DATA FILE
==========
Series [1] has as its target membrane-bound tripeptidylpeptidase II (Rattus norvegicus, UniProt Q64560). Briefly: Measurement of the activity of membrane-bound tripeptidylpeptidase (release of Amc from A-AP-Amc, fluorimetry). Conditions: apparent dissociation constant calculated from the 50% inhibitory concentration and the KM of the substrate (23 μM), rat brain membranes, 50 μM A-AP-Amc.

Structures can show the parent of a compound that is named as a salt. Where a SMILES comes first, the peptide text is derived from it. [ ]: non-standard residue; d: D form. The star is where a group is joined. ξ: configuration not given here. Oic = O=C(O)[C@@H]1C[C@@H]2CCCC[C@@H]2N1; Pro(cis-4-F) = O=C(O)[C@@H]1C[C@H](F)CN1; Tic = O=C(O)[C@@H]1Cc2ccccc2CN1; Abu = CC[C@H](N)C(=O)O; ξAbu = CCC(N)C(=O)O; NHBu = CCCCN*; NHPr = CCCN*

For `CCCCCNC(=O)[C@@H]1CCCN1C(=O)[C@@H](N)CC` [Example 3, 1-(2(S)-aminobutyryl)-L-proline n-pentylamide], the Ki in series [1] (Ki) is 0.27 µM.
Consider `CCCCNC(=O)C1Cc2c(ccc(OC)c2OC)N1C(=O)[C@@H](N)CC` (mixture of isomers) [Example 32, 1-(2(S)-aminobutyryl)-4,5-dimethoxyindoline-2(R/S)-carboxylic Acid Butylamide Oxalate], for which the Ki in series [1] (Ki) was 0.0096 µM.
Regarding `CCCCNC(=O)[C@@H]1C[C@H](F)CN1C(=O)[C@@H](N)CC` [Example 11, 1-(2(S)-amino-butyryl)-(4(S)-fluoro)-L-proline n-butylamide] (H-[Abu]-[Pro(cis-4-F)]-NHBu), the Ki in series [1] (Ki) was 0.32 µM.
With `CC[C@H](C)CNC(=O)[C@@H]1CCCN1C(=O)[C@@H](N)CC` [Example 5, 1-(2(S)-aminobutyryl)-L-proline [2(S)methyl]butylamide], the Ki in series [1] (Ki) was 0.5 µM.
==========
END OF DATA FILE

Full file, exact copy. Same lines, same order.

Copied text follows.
Series [1] has as its target membrane-bound tripeptidylpeptidase II (Rattus norvegicus, UniProt Q64560). Briefly: Measurement of the activity of membrane-bound tripeptidylpeptidase (release of Amc from A-AP-Amc, fluorimetry). Conditions: apparent dissociation constant calculated from the 50% inhibitory concentration and the KM of the substrate (23 μM), rat brain membranes, 50 μM A-AP-Amc.

Structures can show the parent of a compound that is named as a salt. Where a SMILES comes first, the peptide text is derived from it. [ ]: non-standard residue; d: D form. The star is where a group is joined. ξ: configuration not given here. Oic = O=C(O)[C@@H]1C[C@@H]2CCCC[C@@H]2N1; Pro(cis-4-F) = O=C(O)[C@@H]1C[C@H](F)CN1; Tic = O=C(O)[C@@H]1Cc2ccccc2CN1; Abu = CC[C@H](N)C(=O)O; ξAbu = CCC(N)C(=O)O; NHBu = CCCCN*; NHPr = CCCN*

For `CCCCCNC(=O)[C@@H]1CCCN1C(=O)[C@@H](N)CC` [Example 3, 1-(2(S)-aminobutyryl)-L-proline n-pentylamide], the Ki in series [1] (Ki) is 0.27 µM.
Consider `CCCCNC(=O)C1Cc2c(ccc(OC)c2OC)N1C(=O)[C@@H](N)CC` (mixture of isomers) [Example 32, 1-(2(S)-aminobutyryl)-4,5-dimethoxyindoline-2(R/S)-carboxylic Acid Butylamide Oxalate], for which the Ki in series [1] (Ki) was 0.0096 µM.
Regarding `CCCCNC(=O)[C@@H]1C[C@H](F)CN1C(=O)[C@@H](N)CC` [Example 11, 1-(2(S)-amino-butyryl)-(4(S)-fluoro)-L-proline n-butylamide] (H-[Abu]-[Pro(cis-4-F)]-NHBu), the Ki in series [1] (Ki) was 0.32 µM.
With `CC[C@H](C)CNC(=O)[C@@H]1CCCN1C(=O)[C@@H](N)CC` [Example 5, 1-(2(S)-aminobutyryl)-L-proline [2(S)methyl]butylamide], the Ki in series [1] (Ki) was 0.5 µM.